There is "no question" that America's financial losses from frauds below $150,000 amount to billions a year, Burrus said. The top security official for a major American bank agreed, saying unprosecuted fraud losses easily total "multibillions."

Is America safer?

(Via TPM Muckraker.)

RNC accidentally loses White House aides' email about attorney purge

One of the facts that has come out of the U.S. Attorney purge scandal is that the White House has been using email accounts set up by the Republican National Committee to avoid official records being kept in the White House email systems. This also, however, has undermined White House attempts to claim that these are privileged internal communications.

Now, however, the RNC says that it has accidentally lost "an undetermined number of emails concerning White House business." Oops.

(Via Talking Points Memo.)

UPDATE (April 12, 2007): Dan Froomkin points out how the White House staff must have known that they were violating federal law and White House policy by using RNC email accounts and deleting emails.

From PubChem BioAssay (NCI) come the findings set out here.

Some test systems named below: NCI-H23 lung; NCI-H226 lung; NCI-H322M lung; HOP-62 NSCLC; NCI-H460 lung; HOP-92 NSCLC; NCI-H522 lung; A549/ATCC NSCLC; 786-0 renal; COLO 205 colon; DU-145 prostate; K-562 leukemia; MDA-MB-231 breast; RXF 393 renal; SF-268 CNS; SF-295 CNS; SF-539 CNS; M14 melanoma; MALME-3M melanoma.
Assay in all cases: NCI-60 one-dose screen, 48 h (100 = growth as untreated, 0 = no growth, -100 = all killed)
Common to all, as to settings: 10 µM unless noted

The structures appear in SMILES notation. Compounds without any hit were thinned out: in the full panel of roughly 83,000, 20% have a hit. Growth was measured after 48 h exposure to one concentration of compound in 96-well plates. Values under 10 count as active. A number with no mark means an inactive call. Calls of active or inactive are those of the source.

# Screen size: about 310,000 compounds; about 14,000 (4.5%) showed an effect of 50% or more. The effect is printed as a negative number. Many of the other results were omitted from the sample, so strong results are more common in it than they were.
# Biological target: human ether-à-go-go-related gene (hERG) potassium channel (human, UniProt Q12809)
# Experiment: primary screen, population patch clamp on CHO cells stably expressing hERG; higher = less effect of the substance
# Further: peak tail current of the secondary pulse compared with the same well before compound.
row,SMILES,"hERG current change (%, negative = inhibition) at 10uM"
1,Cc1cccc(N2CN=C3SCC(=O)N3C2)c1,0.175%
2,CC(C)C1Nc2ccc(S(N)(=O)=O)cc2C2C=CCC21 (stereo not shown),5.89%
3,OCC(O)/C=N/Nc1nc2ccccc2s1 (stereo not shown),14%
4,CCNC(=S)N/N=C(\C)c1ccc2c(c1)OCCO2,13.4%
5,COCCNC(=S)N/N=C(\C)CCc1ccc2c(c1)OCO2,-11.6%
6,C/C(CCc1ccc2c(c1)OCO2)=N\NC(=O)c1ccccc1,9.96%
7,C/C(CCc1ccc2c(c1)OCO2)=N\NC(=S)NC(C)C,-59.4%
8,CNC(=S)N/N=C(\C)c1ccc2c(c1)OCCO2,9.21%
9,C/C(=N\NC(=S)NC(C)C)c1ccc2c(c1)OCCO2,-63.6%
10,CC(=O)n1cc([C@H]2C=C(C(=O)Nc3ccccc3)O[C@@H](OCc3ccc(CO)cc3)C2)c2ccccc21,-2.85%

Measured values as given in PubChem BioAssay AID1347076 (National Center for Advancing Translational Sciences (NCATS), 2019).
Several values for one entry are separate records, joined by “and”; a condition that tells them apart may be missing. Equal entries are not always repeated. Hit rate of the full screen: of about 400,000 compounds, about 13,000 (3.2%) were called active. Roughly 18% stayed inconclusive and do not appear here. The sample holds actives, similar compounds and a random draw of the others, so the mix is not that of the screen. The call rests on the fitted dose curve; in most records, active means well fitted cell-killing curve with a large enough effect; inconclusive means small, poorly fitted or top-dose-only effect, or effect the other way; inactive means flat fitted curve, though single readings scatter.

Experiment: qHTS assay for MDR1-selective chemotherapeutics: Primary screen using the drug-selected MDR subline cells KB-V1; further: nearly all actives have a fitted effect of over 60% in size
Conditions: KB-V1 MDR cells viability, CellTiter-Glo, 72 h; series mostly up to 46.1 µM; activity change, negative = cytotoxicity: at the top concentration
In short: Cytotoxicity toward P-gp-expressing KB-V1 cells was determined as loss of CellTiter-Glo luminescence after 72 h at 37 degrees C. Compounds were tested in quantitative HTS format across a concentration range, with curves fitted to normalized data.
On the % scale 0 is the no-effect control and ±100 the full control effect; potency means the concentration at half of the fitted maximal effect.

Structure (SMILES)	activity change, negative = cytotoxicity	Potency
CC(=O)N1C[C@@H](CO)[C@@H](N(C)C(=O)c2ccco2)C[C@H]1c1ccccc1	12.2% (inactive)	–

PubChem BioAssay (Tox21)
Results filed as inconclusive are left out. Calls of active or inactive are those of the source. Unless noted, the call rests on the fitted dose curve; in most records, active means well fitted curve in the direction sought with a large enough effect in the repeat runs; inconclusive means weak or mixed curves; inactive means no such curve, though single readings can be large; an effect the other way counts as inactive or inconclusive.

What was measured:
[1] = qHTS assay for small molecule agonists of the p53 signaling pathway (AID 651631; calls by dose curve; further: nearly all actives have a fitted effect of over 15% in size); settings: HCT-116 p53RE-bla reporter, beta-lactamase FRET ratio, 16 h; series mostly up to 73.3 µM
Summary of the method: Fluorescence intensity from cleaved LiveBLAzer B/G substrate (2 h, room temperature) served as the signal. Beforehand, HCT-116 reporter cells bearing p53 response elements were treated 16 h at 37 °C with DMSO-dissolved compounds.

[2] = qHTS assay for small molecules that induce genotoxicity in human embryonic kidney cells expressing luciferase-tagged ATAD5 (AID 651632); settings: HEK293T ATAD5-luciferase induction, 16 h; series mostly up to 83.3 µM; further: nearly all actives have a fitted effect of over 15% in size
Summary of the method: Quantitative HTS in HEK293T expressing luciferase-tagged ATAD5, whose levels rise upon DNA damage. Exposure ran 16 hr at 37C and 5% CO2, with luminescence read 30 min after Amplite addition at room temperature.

Plagiarism, deception, and fraud: The JRM prayer study

Bruce Flamm points out that another reason to doubt the authors of the dubious Journal of Reproductive Medicine prayer study has surfaced, with one of them being charged with plagiarism:
In summary, the man who designed and supposedly conducted the prayer study resides in federal prison, and the man originally listed as lead author admits he knows nothing about the alleged research. The only remaining author has now been charged with plagiarism. . . This may be the first time in history that all three authors of a randomized, controlled study have been found guilty of fraud, deception, and/or plagiarism. Even more remarkable is the fact that the JRM has steadfastly refused to retract its physics-defying paper.
Taner Edis has more at the Secular Outpost.

Scott Adams' lame arguments for copyright